Defense: Gone is leading tackler and middle linebacker Glenn Carson, but senior Mike Hull (78 tackles, 4.5 for loss) will slide in to replace Carson. BTN.com all-freshman selection Brandon Bell gets the first shot at replacing Hull on the outside, and sophomore Nyeem Wartman returns at the other outside linebacker spot in Penn State’s 4-3 defense. The defensive line should be Penn State’s strength, as CJ Olaniyan (5 sacks, 11 tackles for loss) returns for his senior season and Deion Barnes (2 sacks) and Anthony Zettel (4 sacks) look to build off strong sophomore campaigns. Sophomore Austin Johnson is the young man of the group, but he saw action in all 12 games last season as well.
Everyone returns from Penn State’s final starting secondary of 2013. Junior Jordan Lucas (65 tackles, 3 interceptions) and junior converted wide receiver Trevor Williams (24 tackles, 2 interceptions) will start at corner, while seniors Ryan Keiser (3 interceptions) and Adrian Amos (50 tackles) return at safety. Keep an eye on junior Malik Golden, who also returns to the secondary and will play an important role in defending five-wide sets. Golden could also play safety and free up Amos to see some time at nickel-back. Freshman Chris Gulla gets the first shot to replace punter Alex Butterworth, who averaged 37.4 yards a punt last season.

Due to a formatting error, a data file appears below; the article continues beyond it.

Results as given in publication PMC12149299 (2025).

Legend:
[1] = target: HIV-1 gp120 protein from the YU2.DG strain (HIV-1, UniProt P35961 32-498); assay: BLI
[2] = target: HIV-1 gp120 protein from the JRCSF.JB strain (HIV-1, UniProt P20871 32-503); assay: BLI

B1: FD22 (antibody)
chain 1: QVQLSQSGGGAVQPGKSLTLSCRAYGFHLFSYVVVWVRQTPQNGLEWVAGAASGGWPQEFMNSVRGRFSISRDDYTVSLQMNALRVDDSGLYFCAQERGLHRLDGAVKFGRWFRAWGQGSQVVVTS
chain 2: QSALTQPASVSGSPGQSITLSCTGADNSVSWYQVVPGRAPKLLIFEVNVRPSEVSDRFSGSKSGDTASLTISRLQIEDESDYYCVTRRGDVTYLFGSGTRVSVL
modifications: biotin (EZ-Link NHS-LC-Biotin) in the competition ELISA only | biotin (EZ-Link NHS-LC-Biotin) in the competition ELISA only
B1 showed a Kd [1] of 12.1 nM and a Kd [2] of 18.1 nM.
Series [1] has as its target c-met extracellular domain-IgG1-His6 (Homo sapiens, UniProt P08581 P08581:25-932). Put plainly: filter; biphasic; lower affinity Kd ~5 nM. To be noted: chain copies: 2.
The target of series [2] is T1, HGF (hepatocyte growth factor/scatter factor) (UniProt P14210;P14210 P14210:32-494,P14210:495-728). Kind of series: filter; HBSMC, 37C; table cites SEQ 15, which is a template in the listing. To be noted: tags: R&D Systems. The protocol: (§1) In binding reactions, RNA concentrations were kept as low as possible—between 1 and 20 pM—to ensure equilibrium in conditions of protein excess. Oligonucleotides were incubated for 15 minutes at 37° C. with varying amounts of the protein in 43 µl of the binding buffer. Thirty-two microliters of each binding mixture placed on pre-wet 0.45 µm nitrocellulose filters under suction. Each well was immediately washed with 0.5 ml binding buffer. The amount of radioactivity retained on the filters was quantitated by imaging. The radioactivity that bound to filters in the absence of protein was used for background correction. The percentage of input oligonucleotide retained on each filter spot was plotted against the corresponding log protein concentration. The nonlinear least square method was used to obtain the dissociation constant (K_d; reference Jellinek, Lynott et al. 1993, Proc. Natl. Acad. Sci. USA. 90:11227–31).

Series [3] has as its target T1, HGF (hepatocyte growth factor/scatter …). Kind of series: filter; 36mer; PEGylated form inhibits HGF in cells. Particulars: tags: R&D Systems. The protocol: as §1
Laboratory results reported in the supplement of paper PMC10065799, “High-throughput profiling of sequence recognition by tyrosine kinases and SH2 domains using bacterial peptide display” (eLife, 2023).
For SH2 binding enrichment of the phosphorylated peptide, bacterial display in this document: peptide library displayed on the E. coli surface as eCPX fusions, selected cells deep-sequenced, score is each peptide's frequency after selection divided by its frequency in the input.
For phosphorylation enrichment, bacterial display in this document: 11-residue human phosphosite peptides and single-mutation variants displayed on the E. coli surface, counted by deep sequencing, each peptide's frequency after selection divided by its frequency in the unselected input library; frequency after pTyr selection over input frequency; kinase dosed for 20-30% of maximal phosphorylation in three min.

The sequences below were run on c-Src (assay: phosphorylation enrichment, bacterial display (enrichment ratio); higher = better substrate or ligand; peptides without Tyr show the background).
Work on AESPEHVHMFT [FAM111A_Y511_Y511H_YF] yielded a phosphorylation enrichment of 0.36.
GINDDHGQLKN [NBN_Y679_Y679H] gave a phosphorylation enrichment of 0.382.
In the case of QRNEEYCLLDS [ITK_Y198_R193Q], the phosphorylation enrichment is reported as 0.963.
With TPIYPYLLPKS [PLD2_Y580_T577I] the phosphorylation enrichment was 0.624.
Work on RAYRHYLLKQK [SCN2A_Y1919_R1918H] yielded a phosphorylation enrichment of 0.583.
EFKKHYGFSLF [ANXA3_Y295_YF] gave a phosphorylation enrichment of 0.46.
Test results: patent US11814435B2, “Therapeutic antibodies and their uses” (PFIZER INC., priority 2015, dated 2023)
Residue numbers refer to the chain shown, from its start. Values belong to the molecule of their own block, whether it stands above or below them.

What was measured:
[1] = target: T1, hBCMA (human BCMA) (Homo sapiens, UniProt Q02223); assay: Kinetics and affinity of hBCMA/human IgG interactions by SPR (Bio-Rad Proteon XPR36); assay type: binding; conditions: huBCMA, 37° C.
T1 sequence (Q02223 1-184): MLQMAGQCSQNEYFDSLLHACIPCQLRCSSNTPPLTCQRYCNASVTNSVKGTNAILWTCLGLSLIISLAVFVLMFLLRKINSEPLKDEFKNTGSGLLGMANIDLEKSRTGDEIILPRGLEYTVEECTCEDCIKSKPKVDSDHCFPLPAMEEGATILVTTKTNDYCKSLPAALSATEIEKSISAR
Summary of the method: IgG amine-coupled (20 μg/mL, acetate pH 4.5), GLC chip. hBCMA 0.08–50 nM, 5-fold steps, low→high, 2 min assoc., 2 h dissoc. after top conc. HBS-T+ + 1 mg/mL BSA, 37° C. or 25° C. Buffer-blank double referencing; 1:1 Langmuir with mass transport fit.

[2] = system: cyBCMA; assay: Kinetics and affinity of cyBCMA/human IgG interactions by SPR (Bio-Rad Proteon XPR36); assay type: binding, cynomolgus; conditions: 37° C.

Schedule: Penn State opens the season with an 8:30 AM kick-off against Central Florida in Dublin, Ireland. It’s a shame this kickoff is so early, since the Blake Bortles-less defending Fiesta Bowl champs are the Lions’ toughest non-conference test. The rest of the non-conference slate consists of snoozers against Akron, UMass, and Temple. Penn State’s conference schedule is also pretty favorable. The Lions must travel to the Big House for a night game against Michigan, but their other three conference road games are Rutgers, Indiana, and Illinois. Ohio State and Michigan State both travel to Happy Valley this year, as does conference newcomer and former James Franklin employer Maryland. Northwestern also pays a visit to Beaver Stadium on September 27 for the Wildcats’ first conference game of the season.
Prediction: Penn State finished 7-5 last season, beating Michigan in a multi-overtime epic and finishing the season with an upset victory at Wisconsin. The offensive line is younger and the receiving depth is non-existent, but both running backs, most of the defense, and Christian Hackenberg return and the schedule is easier. I expect the Lions to topple Central Florida in the Kinghts’ first game after the Blake Bortles era, and I think Penn State can squeak out one win in their three most challenging games of the season (Michigan, Ohio State off a bye, or Michigan State). Sure, they’ll suffer an unexpected setback at some point (Northwestern, perhaps?), but the Lions will improve on last season and finish 9-3, 5-3 in conference play.